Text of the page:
A Psalm for the Wild-Built

Monk and Robot #1

Hardcover, 160 pages

Published July 13, 2021 by Tordotcom.

ISBN:
9781250236210
OCLC Number:
1240266570

View on OpenLibrary

4 stars (28 reviews)

It's been centuries since the robots of Panga gained self-awareness and laid down their tools; centuries since they wandered, en masse, into the wilderness, never to be seen again; centuries since they faded into myth and urban legend.

One day, the life of a tea monk is upended by the arrival of a robot, there to honor the old promise of checking in. The robot cannot go back until the question of "what do people need?" is answered.

But the answer to that question depends on who you ask, and how.

They're going to need to ask it a lot.

Becky Chambers's new series asks: in a world where people have what they want, does having more matter?

4 editions

Solarpunk tale of self-discovery and grappling with one's history

5 stars

A compelling yet soothing tale about a non-binary monk having a midlife crisis.

Topics: finding purpose in life, wilderness, the nature of consciousness, and more.

No violence, no struggle apart from that of a person against the pressures of exertion and survival outside of human civilization, and yet it is a page-turner.

It gets the "solarpunk" label because the setting is a human society which fits the bill: non-capitalist, low-impact technology. Main transport method: "ox-bikes," apparently the author's neologism to refer to electronically assisted bicycles that pull carts around. Personal computers are computers that last a person's entire life. Half of the available land is set aside for wilderness. Etc.

100% recommend. It would probably be a good introduction to science fiction for someone who's not familiar with the genre as it exists in the 21st century.

A breath of fresh air, the wild-built could be us

5 stars

Content warning Spoilers

A breath of fresh air, the wild-built could be us

5 stars

Content warning Spoilers

Tea, anyone?

4 stars

I like it sometimes when I don't remember why I wanted to read a book. This was one. It can make it a bit difficult at first. Either the author was being sparse of I was being more dense than usual.
By mid point or so I was all in. And really enjoyed it. a couple tears may have been shed at the end. Wonderful.

Review of 'A Psalm for the Wild-Built' on 'Goodreads'

3 stars

I wanted to read this because I had heard about this genre of “hope punk” or “cozy punk,” and I was curious. As I expected, there was no real conflict, or any jeopardy or much in the way of stakes. But this is what the genre is about, giving a break from the catastrophe that is our current world, so on that count, I would give it a high score, but I prefer novels with more at stake and more conflict. But I can see how many who are very stressed in everyday life and stressed about the planet and technology might take comfort in this sort of a book (not that I’m not stressed about these things, but I guess I’m used to higher level of stress). I don’t expect to continue with the series, but who knows?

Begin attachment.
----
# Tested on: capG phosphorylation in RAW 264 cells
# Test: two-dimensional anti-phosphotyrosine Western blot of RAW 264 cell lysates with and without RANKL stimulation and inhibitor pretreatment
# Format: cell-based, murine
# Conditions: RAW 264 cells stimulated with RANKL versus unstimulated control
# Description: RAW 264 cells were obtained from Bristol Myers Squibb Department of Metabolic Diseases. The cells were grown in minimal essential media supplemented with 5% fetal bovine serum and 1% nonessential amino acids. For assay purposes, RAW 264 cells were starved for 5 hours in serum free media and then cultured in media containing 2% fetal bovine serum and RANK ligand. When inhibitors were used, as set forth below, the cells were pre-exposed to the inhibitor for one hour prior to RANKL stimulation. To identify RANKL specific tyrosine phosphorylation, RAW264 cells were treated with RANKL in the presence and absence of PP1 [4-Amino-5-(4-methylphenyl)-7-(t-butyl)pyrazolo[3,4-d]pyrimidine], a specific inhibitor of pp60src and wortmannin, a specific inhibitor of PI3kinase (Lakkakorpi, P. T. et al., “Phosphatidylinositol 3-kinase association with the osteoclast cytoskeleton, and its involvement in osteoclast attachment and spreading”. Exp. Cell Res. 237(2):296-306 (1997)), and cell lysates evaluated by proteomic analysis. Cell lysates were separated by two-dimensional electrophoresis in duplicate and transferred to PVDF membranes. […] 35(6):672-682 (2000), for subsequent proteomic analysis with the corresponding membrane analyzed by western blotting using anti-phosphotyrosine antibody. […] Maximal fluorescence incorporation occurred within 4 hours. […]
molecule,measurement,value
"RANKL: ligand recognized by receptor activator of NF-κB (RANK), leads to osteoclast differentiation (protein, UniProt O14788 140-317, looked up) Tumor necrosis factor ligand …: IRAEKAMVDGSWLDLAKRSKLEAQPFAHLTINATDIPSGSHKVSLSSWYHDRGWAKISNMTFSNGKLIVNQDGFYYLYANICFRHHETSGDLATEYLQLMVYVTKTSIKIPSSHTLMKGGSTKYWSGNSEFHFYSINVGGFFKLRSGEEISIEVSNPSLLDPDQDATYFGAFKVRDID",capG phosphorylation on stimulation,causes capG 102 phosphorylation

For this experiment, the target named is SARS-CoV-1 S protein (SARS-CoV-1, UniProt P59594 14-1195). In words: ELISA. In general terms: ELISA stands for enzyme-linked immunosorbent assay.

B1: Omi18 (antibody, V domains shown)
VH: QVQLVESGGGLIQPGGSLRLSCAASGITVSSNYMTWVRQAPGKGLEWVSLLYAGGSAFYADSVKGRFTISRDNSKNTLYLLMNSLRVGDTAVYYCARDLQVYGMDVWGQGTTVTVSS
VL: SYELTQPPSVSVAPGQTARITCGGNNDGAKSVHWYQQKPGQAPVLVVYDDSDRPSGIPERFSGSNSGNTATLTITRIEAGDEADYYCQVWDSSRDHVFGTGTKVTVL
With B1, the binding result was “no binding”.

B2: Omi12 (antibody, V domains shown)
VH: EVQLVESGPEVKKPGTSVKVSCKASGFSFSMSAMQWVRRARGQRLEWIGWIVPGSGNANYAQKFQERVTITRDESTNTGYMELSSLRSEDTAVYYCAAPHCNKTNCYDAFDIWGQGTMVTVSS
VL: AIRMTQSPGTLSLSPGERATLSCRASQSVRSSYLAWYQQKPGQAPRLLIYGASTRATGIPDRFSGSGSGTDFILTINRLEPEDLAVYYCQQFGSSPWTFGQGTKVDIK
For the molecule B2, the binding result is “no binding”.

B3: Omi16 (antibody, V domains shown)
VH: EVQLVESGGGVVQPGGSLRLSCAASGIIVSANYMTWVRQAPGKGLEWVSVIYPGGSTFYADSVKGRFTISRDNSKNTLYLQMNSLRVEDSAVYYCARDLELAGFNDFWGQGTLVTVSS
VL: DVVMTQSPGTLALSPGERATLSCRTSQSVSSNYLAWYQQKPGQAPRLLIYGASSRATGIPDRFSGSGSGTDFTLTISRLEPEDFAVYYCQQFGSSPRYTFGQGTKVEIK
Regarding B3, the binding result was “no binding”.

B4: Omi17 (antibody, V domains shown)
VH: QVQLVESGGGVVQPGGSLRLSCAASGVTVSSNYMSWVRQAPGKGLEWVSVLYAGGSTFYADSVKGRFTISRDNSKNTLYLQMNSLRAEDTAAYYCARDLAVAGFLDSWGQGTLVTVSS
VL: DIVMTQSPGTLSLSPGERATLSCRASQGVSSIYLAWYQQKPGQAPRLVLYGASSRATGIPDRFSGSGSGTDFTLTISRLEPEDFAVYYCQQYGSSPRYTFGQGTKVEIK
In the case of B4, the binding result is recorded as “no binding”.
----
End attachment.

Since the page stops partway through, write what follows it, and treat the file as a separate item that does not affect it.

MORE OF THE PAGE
Feels like a warm embrace

5 stars

This novella felt like a warm embrace. It's cozy, cute and light. A traveling tea monk exploring the world coming in contact with a conscious robot. Robots were long forgotten by humanity, having fled to the wilderness to live their own lives. I loved the discussions about life purpose and consciousness. It made me want to continue reading the next one.

Sleight book on weighty themes

4 stars

First a disclaimer: at this point I think a Becky Chambers book would have to be pretty terrible to get a bad review from me.

This is very clearly a novella, and continues Chamber's trend away from plot driven fiction as seen in the later Wayfarer books. So, not much happens, but deep themes are explored.

The solarpunk aspect has been remarked elsewhere, but I didn't expect was how much it seemed like a reflection on the (privileged) human condition. As a fellow privileged human, I recognized some of Sibling Dex's disquiet.

A gentle journey with real stakes

4 stars

This feels like a good LeGuin novel. Our characters go on a journey, they discover things, we learn about a very different world and we build to a crisis with a resolution that surprises in kindness.

Zero laser blasts. Real problems.

Tea throughout as a center to the plot. I loved it and will be following the next adventures.

A hopeful vision of the future

5 stars

It's easy to find dystopian science fiction. It's harder to find science fiction that provides a positive image of the future. It's not a blueprint, but you get the sense of a robust society that has overcome its most self-destructive tendencies. Very on-brand (in a good way!) for the author; if you've enjoyed her other books you will enjoy this one as well.

solarpunk road trip?

5 stars

Becky Chamber's works are rare among science fiction stories because instead of action-adventure plots they're about people talking about what it means to be alive.

The first couple of chapters felt like the plot was jumping around a hell of a lot, because they're really just backstory/preamble for the actual story

It's good that there will be a sequel because I do want to know what both Mosscap and Dex will do next

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